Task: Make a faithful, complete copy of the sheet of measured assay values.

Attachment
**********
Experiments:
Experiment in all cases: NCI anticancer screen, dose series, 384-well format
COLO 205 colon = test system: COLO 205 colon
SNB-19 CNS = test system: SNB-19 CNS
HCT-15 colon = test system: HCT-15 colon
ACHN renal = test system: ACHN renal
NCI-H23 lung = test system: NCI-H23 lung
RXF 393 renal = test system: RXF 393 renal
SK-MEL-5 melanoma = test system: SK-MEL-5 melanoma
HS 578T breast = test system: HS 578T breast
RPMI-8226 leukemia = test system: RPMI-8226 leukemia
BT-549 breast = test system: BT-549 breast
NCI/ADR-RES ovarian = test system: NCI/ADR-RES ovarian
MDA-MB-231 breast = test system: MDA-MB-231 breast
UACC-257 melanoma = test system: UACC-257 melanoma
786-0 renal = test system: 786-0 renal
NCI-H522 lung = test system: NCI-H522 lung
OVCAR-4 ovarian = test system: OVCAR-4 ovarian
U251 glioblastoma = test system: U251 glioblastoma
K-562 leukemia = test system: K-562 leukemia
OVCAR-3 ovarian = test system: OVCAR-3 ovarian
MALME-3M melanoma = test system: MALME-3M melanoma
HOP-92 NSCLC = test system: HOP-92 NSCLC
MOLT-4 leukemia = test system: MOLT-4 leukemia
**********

Experiments:
Experiment in all cases: NCI anticancer screen, dose series, 384-well format
COLO 205 colon = test system: COLO 205 colon
SNB-19 CNS = test system: SNB-19 CNS
HCT-15 colon = test system: HCT-15 colon
ACHN renal = test system: ACHN renal
NCI-H23 lung = test system: NCI-H23 lung
RXF 393 renal = test system: RXF 393 renal
SK-MEL-5 melanoma = test system: SK-MEL-5 melanoma
HS 578T breast = test system: HS 578T breast
RPMI-8226 leukemia = test system: RPMI-8226 leukemia
BT-549 breast = test system: BT-549 breast
NCI/ADR-RES ovarian = test system: NCI/ADR-RES ovarian
MDA-MB-231 breast = test system: MDA-MB-231 breast
UACC-257 melanoma = test system: UACC-257 melanoma
786-0 renal = test system: 786-0 renal
NCI-H522 lung = test system: NCI-H522 lung
OVCAR-4 ovarian = test system: OVCAR-4 ovarian
U251 glioblastoma = test system: U251 glioblastoma
K-562 leukemia = test system: K-562 leukemia
OVCAR-3 ovarian = test system: OVCAR-3 ovarian
MALME-3M melanoma = test system: MALME-3M melanoma
HOP-92 NSCLC = test system: HOP-92 NSCLC
MOLT-4 leukemia = test system: MOLT-4 leukemia